As the fall season approached, Greg Clary and I went on a road trip out west to visit with folks at the Idaho State Police (ISP) – Brand Board Office, a staff of professionals who oversee millions of cattle each year. We timed the visit based on the office staff going live with the new Mi-Corporation Livestock Identification, Brand Recording and Disease Traceability Software System featuring the Mobile Impact Platform. The visit also gave us the chance to meet with folks from a neighboring state who stopped by to see how Idaho is addressing their needs. The visit, as always, was enjoyable and provided additional insights into the industry.
From arrival to departure, there were many highlights of the trip including hearing the office staff speak about the project and watching them take stage to show their visitors how they have embraced the system and how they were able to demonstrate the key features after only using it for a short period of time. Change is never easy, and IT projects always present unique challenges, especially when systems that have served for over a decade are replaced with new technology that looks and feels different from that which users are accustomed. With that said, to their credit, the staff at ISP has quickly adapted to the software.
Cody Burlile is always a gracious host and as State Brand Inspector, he manages to keep a thousand balls in the air while tackling the day’s priorities as the new Mobile Impact Platform implementation is coming to fruition. This is no easy task when you are responsible for tracking the movements and brands of millions of cattle each year. Cody has memorized the vast majority of the 18,000 registered brands in the state, runs the office, visits the sales, does inspections, and oversees the care and feeding of his own herd. By the way, with a little help from his friends, his herd was moving down from the high grounds back home as the weather was already changing.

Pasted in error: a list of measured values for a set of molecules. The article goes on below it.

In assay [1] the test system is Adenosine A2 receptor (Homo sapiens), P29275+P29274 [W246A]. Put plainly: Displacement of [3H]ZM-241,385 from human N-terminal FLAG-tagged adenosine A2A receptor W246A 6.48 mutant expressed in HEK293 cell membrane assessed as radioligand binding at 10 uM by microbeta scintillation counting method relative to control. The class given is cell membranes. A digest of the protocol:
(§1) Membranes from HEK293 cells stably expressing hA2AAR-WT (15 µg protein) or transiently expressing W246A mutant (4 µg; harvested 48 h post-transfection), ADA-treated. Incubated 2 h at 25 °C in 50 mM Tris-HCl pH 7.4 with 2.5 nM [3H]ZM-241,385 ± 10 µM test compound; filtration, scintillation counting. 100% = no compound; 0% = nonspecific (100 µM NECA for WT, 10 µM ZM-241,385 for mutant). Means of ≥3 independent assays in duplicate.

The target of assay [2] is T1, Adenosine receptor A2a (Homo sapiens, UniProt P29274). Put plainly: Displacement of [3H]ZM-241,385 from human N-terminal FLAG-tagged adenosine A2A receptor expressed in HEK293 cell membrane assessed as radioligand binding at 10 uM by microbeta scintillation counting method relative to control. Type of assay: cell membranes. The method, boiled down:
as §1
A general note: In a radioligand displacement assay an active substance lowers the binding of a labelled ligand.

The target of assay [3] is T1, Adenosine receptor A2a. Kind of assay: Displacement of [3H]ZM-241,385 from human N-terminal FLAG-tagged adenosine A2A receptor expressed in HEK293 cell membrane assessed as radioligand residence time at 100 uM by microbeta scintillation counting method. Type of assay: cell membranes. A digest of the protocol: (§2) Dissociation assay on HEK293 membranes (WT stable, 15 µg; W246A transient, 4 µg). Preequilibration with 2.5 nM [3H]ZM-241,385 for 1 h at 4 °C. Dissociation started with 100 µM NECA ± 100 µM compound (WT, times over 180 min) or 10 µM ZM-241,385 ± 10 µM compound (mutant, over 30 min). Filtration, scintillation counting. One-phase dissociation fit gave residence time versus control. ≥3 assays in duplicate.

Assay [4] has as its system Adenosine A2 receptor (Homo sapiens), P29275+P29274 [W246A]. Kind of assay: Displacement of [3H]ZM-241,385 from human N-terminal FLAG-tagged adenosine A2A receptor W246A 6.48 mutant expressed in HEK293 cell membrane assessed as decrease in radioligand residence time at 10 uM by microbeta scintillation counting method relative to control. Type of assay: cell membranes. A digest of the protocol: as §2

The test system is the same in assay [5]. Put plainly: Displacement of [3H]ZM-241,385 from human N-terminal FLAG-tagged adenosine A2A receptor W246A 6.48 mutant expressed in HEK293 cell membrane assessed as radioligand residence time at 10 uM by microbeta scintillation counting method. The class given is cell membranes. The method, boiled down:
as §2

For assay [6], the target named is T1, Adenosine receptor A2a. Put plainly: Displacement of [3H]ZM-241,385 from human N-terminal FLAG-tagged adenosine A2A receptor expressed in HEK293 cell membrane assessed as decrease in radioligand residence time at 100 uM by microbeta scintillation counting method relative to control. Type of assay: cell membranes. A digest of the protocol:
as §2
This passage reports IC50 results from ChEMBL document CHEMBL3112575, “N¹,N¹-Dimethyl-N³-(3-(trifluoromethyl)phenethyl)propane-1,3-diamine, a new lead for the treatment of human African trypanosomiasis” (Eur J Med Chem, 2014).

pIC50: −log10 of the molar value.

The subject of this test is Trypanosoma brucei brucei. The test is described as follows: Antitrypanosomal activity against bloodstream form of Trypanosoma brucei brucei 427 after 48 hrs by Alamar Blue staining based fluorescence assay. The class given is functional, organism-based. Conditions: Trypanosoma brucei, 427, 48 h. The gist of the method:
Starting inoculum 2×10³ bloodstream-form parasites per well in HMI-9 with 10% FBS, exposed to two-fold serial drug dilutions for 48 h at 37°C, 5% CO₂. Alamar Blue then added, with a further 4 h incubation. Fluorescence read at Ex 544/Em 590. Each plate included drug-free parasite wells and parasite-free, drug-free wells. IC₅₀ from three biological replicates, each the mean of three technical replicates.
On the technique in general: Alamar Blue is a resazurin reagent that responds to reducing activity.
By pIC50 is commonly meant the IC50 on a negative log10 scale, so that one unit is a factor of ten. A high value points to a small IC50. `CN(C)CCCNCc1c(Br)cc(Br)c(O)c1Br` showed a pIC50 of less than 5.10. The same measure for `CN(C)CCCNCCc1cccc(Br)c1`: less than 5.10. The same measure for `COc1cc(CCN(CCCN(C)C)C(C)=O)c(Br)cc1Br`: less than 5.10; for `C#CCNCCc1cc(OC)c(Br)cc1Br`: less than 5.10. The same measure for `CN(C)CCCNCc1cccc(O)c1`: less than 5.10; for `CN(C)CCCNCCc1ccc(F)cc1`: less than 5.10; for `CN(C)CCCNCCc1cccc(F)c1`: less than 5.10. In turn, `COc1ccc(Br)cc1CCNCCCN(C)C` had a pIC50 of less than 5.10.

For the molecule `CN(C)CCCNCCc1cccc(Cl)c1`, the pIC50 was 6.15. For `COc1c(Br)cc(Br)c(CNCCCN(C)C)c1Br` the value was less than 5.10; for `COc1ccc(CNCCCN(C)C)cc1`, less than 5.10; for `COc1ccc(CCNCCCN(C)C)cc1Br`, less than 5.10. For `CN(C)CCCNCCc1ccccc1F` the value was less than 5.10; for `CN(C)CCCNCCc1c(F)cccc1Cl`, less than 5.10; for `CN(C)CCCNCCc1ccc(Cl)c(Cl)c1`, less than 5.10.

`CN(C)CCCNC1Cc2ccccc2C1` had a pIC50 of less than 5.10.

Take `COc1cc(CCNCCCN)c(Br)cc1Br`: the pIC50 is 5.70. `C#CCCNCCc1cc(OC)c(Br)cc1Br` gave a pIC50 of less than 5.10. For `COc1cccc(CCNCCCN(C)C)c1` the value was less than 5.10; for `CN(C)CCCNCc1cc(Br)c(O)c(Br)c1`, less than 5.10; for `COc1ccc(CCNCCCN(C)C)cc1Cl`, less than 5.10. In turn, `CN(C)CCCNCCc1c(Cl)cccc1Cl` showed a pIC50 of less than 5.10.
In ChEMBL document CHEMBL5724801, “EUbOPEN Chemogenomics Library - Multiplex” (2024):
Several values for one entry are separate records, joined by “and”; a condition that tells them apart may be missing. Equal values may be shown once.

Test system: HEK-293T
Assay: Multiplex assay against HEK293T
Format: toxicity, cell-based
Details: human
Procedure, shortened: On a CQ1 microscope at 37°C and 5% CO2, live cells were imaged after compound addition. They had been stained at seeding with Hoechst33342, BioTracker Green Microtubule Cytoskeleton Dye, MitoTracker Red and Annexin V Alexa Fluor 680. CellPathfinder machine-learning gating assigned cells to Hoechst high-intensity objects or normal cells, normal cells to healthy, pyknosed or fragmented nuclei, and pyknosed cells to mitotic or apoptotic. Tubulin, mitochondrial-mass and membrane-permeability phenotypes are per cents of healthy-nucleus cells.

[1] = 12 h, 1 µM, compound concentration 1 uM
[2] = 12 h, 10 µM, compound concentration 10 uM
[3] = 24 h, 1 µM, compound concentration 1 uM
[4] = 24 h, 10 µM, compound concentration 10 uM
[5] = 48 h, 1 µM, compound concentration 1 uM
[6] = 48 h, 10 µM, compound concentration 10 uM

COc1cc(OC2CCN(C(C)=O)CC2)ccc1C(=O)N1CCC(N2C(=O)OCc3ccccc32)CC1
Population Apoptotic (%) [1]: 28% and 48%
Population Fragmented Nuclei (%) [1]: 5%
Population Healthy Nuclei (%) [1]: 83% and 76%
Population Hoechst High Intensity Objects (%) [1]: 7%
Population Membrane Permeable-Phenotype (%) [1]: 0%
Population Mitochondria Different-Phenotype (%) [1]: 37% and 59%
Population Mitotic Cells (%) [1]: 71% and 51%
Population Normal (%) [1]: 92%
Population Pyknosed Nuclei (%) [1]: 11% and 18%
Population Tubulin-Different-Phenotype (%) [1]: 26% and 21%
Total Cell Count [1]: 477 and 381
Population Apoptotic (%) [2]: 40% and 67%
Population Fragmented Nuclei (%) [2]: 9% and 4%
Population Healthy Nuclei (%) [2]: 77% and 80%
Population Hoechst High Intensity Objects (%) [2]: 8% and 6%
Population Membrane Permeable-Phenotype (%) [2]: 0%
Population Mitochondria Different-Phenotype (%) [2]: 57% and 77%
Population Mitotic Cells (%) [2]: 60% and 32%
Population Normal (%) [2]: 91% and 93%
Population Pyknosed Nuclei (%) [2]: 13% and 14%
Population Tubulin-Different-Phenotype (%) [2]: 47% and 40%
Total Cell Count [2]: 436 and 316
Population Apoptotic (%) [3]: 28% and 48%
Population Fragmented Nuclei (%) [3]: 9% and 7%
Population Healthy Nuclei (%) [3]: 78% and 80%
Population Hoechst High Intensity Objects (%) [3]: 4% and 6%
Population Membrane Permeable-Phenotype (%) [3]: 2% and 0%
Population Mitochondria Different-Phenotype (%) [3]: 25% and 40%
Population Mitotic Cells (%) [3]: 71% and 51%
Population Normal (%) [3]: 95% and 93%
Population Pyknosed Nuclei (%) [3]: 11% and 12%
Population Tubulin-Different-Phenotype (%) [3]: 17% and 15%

As part of the visit, and to accommodate a request from the Mi-Co contingent, Cody was nice enough to take us out to a cattle sale. Greg Clary, Mi-Corporation CEO, although having a family history in the cattle business, and who still has family intimately involved in the business, had never been to a livestock sale. For many years, it had been on his to do list. We rode through Treasure Valley arriving at the Emmett sale just as most of the action was completed for the day. However, our saddened expressions quickly turned to broad smiles when we learned there were 12 head that had been delayed due to a flat tire, and this trailer would be arriving shortly.
While we were in the process of walking indoors through the facility and out to the area where trailers typically unload the livestock, the delayed trailer arrived and unloaded a small number to be sold. We could already hear the rapidly banging gavel, and Greg’s fear that he would again miss the opportunity of an actual sale was painfully obvious on his face. This was the process Greg had longed to witness and if only I had a camera to catch this well-dressed CEO sprint from the chutes to the sale arena, without care for those dress shoes as they tiptoed through what you would expect to find outside at a livestock auction sale yard. But with no regard or hesitation, he ran without reservation and managed to catch the last two head as they paraded through the ring to the final “SOLD” #58 was announced by the auctioneer. A dream fulfilled.
ISP plans to roll out the Mobile Impact Platform for the Field Inspection staff and the Sale Yards this year.
With Cody Burlile pictured on the left, Greg Clary on the right, and “Beemer” in the middle - I just can’t miss the opportunity to say: “Now that’s a lot of Bull”!